Research indicates that children growing up in low socio-economic communities have a higher prevalence for poor sensory integration and subsequent developmental delays. Being aware of the fact that more than 55% of South African children live in poverty and will never be able to afford occupational therapy services, such as sensory integration therapy, the “Back to Urth” Playgrounds are a South African solution to the sensory and developmental needs of children growing up in poorly resourced environments. In this journey the Dept. of Occupational Therapy, has partnered with various stakeholders, inclusive of experts in natural building methods, engineers and educators.
What skills and resources were you able to draw from the community for this project?
The playgrounds are developed and built in collaboration with the Department of Development Studies, UFS, Qala Phelang Tala, the Product Development Technology Station (PDTS), Central University of Technology (CUT), and Departments of Education. During the building process, the community where the playpark is built is involved, skill transfer takes place, and students are trained meaning students, colleagues, children where the playgrounds are built, community members, and private enterprise are usually involved.
Children growing up in marginalized rural communities in SA are not developing optimally and enter school without been school ready resulting in poor school performance. Providing them with play opportunities that are sensory enriched can make a difference in their sensory-motor development that in turn will contribute to sensory-motor and cognitive development which forms the foundation for successful school performance.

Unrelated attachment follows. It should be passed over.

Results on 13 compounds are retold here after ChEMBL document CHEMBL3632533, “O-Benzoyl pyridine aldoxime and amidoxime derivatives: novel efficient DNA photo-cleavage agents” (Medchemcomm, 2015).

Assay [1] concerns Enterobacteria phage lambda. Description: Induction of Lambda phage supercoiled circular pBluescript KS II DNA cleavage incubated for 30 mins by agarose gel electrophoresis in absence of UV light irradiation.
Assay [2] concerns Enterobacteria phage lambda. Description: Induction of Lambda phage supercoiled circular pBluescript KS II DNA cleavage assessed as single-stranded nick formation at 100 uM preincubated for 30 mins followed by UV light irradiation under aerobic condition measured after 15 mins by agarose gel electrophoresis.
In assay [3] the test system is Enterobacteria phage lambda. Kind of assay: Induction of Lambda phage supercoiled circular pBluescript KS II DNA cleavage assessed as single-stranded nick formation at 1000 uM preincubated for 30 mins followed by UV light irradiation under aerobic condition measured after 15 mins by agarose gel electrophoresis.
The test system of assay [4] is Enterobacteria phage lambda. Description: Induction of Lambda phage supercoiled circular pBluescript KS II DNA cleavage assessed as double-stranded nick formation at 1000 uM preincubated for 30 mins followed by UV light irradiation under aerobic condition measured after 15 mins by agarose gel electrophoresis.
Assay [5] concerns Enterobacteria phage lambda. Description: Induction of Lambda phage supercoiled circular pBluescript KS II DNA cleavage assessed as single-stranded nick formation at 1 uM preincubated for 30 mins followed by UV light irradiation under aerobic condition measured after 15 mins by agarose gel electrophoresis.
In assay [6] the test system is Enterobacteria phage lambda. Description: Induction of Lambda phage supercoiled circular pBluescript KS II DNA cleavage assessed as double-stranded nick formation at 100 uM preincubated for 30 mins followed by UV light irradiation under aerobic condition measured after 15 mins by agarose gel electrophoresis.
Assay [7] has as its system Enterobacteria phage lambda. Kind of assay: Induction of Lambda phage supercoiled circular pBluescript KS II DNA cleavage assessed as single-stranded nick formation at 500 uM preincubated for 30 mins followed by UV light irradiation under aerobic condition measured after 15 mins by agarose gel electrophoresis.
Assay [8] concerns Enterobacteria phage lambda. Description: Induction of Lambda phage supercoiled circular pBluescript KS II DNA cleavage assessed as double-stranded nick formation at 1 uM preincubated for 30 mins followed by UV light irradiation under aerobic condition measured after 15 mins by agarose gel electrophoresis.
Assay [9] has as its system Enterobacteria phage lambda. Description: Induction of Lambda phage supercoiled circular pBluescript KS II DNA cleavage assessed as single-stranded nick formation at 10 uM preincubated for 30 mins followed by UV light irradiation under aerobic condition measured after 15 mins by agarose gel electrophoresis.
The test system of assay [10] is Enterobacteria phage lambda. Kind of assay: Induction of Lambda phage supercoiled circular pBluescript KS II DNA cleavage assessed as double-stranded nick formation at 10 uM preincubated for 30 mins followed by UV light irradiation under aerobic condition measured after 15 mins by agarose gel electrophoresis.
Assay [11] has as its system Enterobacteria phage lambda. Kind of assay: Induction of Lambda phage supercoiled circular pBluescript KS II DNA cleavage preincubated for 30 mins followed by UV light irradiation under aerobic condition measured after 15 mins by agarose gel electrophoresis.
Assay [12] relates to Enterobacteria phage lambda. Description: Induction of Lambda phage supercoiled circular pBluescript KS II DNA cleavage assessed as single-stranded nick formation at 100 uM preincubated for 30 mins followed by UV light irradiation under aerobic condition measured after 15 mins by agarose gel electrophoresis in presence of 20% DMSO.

Addressing the challenges
A randomized control research project on the effect of a sensory-motor stimulation program presented at a low cost, sustainable playground on the development of Grade R and 1 learners of a rural school in the Free State was executed and completed on one of the playgrounds in 2017, with promising results indicating that the learners of the school with the playpark performed better to statistically better on the majority of tests items, than the learners of a control school. A continued relationship exists between the school and the Department of Occupational Therapy, with further research on the impact of the playground planned for 2019.
The playground designs are based on research related to childhood developmental challenges and the building of the playgrounds forms part of a collaborative, extended learning platform of the Department of Occupational Therapy and Faculty of Health Sciences, UFS. The school and community where the playground is built takes ownership as they become part of the building team and transfer of skills to community members and students involved, forms part of the process. Once a playground is completed educators receive training on the optimal use of the playground and this is provided by the Occupational Therapy Department, UFS. The importance of formative influences in a child’s life can never be underestimated and children from marginalized communities are, through these playgrounds, provided access to play equipment providing them with the sensory rich experiences supporting development, function and in the end quality of life. Research, already mentioned, has partially confirmed this.